Retail inflation eased to a four-month low of 5.91 per cent in March from 6.58 per cent in February, with the food inflation moderating to 8.76 per cent from 10.81 per cent a month ago, data released by the National Statistical Office (NSO) Monday showed.
The retail inflation rate was based on 66 per cent of the usual price quotations as the nationwide lockdown to counter COVID-19 pandemic had led to suspension of fieldwork for price collection after March 19, while the rest of the data was generated through simulations, details of which were not provided in the release.
The inflation rate in March remained within the Reserve Bank of India’s (RBI’s) medium-term target of 4±2 per cent for Consumer Price Index (CPI) inflation, due to suppressed demand, especially for non-essential items, as the lockdown was imposed towards the end of the month.
Going ahead, economists expect inflation to be weighed down by low energy prices and subdued economic activity, even as some rise may be seen on the food side due to supply-side disruptions.
“The number does give a sense of improvement in inflation, which is misplaced given that the real impact of the lockdown will be felt sharply in April as prices of food items have increased quite sharply. The food price inflation of 8.7 per cent will tend to increase. Also, the food price inflation of various items like vegetables, spices, pulses continue to be in double digits and with the shortages witnessed in different centres with mandi arrivals being affected, the pressure will be there,” Madan Sabnavis, chief economist, CARE Ratings said.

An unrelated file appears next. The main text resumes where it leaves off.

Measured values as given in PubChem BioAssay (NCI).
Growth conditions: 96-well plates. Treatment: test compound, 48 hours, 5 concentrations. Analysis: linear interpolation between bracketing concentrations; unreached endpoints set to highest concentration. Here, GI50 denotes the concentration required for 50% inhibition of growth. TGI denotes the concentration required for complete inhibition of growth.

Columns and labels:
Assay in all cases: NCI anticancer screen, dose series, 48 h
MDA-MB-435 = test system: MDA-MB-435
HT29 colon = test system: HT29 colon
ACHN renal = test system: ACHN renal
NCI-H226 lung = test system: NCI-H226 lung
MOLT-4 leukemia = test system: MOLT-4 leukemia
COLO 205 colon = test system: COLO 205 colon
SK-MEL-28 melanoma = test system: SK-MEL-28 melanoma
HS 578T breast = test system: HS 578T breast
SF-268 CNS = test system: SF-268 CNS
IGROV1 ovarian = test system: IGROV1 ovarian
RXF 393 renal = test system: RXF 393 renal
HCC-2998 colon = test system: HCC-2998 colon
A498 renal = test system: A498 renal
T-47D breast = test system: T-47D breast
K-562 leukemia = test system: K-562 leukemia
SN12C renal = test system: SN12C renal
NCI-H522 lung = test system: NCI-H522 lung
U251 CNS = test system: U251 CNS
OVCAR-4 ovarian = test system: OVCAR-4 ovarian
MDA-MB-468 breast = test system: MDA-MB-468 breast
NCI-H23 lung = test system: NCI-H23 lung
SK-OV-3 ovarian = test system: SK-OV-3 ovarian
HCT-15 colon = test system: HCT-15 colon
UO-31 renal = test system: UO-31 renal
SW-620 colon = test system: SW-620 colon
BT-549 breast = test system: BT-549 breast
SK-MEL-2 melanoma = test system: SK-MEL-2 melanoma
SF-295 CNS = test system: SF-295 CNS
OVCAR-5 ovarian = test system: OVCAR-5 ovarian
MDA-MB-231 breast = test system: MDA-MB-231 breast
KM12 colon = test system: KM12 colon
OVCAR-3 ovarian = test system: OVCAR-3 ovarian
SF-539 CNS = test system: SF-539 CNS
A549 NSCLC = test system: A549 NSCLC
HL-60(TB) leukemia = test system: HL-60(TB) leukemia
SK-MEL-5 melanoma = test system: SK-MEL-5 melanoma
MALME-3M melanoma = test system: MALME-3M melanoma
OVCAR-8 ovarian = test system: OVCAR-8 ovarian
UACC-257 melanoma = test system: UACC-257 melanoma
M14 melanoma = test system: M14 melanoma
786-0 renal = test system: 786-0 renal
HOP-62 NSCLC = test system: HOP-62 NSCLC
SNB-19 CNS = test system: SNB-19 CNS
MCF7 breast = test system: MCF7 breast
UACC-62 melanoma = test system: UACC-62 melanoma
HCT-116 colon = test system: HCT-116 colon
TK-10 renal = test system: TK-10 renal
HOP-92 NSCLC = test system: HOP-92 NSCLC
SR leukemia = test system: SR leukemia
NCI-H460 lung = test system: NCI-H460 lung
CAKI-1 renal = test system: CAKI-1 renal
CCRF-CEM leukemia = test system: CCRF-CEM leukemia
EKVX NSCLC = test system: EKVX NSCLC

Among the food and beverages segment, inflation rate for vegetables eased to 18.63 per cent in March from 31.61 per cent in February. Inflation rate for cereals and products was recorded at 5.30 per cent for March against 5.23 per cent a month ago, while that for pulses and products was at 15.85 per cent in March against 16.61 per cent in February. Inflation for the fuel and light segment rose to 6.59 per cent from 6.36 per cent in February.
Economists expect the RBI to undertake further rate cuts, though inflation may not remain the primary deciding factor in view of the other economic impact due to COVID-19. “Minutes from the March meeting underscore the RBI’s readiness to act to defend against risks to financial stability and growth outlook. For one, more rate cuts of around 50 bps are likely after March’s subdued inflation and increasing likelihood of an extension in the lockdown,” Radhika Rao, economist, DBS India, said.
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